• Effects of substance use disorders on the individual, family system, and individual family members, including children.
  • Overview of recovery issues for the affected person (physical, psychological or emotional, social, family, spiritual and other) and how to measure outcomes.
  • How the family can help, including enabling behaviors for the family to avoid and behaviors that support your family member's recovery.
  • How a family member can heal from the adverse effects of involvement in a close relationship with a person with a substance use disorder.
  • Self-help programs for family members and how they can help.
  • Common warning signs of relapse, the importance of relapse prevention planning, how the family can be involved, and how to deal with an actual relapse.

Family Workshop Is Not Therapy

Although there are many benefits to attending a family educational workshop while your family member is in rehab, those sessions are not therapy. Many times these workshops will bring out strong feelings among family members, and they can become emotional. But from the treatment center's point of view, these sessions focus on support and education, not therapy.

Know When To Seek Help

The rehab program's purpose is helping the family member. If you feel that you or other family members have been psychologically or emotionally affected by your loved one's alcoholism or addiction, you will need to seek additional help on your own.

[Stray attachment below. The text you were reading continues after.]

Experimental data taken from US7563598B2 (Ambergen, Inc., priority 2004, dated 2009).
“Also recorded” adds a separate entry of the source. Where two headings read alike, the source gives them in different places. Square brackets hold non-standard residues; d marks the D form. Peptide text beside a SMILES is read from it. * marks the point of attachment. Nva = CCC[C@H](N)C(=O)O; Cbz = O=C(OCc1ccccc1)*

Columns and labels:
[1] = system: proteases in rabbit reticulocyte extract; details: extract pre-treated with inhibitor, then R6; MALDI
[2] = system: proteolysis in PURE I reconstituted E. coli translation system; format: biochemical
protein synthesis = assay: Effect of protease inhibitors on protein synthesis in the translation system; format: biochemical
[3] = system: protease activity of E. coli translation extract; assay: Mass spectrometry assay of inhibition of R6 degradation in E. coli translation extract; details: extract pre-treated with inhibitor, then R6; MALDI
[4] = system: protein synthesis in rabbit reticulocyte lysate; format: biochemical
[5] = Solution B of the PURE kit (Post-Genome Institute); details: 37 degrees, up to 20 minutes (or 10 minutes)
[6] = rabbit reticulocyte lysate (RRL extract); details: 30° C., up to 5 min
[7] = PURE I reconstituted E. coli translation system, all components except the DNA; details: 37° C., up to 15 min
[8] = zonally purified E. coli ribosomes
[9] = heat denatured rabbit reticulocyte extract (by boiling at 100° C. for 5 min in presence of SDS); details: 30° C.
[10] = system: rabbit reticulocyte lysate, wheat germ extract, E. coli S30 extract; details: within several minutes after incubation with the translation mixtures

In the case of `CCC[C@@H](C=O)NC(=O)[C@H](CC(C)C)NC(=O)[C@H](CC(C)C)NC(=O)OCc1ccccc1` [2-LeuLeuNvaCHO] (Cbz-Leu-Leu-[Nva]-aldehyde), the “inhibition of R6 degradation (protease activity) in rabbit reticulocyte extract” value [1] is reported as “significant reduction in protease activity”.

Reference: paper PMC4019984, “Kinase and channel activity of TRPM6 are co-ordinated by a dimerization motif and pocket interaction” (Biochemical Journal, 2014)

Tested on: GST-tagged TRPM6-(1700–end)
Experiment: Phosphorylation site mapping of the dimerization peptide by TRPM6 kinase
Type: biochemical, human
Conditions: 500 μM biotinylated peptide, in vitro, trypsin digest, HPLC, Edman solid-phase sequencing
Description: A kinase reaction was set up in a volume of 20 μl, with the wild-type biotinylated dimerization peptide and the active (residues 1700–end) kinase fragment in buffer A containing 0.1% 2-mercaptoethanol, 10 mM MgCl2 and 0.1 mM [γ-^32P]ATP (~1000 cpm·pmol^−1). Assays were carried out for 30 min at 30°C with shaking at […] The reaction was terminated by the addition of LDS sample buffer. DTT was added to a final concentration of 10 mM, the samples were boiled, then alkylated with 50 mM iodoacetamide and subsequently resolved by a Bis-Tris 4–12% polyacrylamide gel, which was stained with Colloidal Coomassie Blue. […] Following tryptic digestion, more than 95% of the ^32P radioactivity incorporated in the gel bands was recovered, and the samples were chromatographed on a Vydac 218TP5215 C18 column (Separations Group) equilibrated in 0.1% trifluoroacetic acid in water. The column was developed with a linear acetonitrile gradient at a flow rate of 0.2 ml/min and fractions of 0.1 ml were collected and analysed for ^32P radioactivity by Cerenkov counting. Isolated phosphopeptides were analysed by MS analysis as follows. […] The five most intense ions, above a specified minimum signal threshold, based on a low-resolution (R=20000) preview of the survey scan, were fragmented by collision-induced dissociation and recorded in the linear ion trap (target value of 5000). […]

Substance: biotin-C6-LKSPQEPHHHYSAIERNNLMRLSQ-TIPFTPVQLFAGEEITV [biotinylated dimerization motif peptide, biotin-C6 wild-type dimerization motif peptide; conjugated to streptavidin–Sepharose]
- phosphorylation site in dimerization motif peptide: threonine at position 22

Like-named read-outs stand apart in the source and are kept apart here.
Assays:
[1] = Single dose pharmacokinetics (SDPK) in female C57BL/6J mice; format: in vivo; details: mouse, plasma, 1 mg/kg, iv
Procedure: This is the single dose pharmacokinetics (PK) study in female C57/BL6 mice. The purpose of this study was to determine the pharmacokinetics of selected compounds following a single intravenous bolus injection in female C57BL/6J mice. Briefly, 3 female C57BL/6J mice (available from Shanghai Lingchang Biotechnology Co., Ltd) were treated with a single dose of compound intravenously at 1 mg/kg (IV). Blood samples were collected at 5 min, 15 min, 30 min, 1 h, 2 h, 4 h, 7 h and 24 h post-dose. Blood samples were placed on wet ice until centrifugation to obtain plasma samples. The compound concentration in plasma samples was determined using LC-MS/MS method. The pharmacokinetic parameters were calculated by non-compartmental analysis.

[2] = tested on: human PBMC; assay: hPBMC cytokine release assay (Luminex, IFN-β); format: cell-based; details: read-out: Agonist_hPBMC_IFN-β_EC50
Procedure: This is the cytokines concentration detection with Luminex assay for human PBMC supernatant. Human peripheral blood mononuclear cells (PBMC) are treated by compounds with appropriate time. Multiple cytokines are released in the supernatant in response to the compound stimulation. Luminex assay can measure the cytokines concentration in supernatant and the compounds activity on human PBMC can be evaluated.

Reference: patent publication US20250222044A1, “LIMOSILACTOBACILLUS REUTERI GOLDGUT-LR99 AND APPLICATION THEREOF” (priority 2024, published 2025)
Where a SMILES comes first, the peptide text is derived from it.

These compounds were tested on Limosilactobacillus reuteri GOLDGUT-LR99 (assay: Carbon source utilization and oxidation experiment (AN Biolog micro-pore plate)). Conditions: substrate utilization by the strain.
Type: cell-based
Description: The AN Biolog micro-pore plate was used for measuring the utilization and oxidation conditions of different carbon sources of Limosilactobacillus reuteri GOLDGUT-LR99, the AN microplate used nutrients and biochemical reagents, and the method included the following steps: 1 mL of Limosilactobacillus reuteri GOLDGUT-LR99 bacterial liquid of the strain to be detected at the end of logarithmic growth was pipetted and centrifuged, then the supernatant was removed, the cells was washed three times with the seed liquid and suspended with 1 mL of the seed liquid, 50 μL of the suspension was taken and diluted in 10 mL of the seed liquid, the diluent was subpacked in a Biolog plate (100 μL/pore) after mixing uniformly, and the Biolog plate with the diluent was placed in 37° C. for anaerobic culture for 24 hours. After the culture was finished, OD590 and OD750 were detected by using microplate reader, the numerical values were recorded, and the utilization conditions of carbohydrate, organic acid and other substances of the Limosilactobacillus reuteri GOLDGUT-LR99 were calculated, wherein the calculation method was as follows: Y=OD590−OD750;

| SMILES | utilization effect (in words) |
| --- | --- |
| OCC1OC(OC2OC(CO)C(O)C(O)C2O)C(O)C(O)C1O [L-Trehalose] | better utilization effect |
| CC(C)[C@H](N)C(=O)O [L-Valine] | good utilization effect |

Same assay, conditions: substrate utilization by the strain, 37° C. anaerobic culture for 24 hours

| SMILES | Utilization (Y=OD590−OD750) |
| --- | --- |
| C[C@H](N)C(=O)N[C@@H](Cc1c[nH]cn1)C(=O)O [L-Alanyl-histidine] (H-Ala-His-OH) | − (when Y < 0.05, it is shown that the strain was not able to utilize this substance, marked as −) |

You can seek professional marriage counseling, family counseling, or individual therapy for yourself. For further support, you can participate in mutual support groups, such as Al-Anon or Naranon, and your children can participate in Alateen. Many family members of people with substance use disorders have found that joining an Al-Anon Family Group can be a positive, life-changing experience.

If you or a loved one are struggling with substance use or addiction, contact the Substance Abuse and Mental Health Services Administration (SAMHSA) National Helpline at 1-800-662-4357 for information on support and treatment facilities in your area.

For more mental health resources, see our National Helpline Database.

You can also begin to educate yourself about alcoholism and addiction and how it can affect every member of the family. The more you know about the dynamics of a family affected by addiction, the more you will be able to offer your family member understanding and encouragement.

4 Sources
Verywell Mind uses only high-quality sources, including peer-reviewed studies, to support the facts within our articles. Read our editorial process to learn more about how we fact-check and keep our content accurate, reliable, and trustworthy.
  1. Baharudin D, Hussin A, Sumari M, Mohamed S, Zakaria Z, Sawai R. Family intervention for the treatment and rehabilitation of drug addiction: An exploratory study. J Subst Use. 2013;19. doi:10.3109/14659891.2013.799239 

  2. Lyman DR, Braude L, George P, et al. Consumer and family psychoeducation: assessing the evidencePsychiatr Serv. 2014;65(4):416–428. doi:10.1176/

  3. National Institute on Drug Abuse. Individual drug counseling approach to treat cocaine addiction: The collaborative cocaine treatment study model.

  4. Kourgiantakis T, Ashcroft R. Family-focused practices in addictions: a scoping review protocolBMJ Open. 2018;8(1):e019433. doi:10.1136/bmjopen-2017-019433

By Buddy T
Buddy T is an anonymous writer and founding member of the Online Al-Anon Outreach Committee with decades of experience writing about alcoholism.